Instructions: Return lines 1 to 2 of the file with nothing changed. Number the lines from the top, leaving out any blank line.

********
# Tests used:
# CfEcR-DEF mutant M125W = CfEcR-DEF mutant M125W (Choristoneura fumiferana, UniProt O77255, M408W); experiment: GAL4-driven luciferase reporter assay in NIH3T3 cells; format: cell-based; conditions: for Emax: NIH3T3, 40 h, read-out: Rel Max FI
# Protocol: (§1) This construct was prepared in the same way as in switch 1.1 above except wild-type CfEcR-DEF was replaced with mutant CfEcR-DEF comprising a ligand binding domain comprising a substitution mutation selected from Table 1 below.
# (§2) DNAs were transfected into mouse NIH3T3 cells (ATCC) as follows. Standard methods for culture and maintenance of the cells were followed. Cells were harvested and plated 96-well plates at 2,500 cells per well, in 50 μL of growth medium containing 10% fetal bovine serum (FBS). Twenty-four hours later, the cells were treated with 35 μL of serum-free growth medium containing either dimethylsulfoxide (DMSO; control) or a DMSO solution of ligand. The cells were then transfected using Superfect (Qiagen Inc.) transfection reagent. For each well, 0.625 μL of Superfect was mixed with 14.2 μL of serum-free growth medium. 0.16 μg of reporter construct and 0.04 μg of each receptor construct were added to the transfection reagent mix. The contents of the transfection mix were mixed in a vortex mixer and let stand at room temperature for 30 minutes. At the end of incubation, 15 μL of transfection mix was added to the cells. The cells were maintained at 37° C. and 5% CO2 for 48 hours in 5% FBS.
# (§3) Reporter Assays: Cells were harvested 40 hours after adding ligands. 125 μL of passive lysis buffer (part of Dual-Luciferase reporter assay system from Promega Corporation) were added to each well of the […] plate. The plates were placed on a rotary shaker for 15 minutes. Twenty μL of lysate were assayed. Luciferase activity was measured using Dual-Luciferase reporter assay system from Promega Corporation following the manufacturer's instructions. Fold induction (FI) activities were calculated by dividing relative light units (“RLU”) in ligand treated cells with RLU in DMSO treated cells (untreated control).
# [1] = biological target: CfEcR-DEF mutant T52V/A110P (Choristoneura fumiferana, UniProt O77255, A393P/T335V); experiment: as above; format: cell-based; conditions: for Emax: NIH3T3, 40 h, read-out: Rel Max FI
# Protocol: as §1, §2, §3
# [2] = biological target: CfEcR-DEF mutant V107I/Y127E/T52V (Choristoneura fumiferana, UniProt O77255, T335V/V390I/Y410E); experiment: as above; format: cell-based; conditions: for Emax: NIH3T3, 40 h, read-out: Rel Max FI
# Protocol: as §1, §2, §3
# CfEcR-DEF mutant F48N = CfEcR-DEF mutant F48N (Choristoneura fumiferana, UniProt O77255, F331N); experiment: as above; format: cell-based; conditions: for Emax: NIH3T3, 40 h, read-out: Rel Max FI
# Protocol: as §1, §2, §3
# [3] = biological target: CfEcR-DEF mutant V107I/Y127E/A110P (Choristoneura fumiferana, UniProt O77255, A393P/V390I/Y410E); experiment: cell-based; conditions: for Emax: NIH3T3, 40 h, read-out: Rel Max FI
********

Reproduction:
# Tests used:
# CfEcR-DEF mutant M125W = CfEcR-DEF mutant M125W (Choristoneura fumiferana, UniProt O77255, M408W); experiment: GAL4-driven luciferase reporter assay in NIH3T3 cells; format: cell-based; conditions: for Emax: NIH3T3, 40 h, read-out: Rel Max FI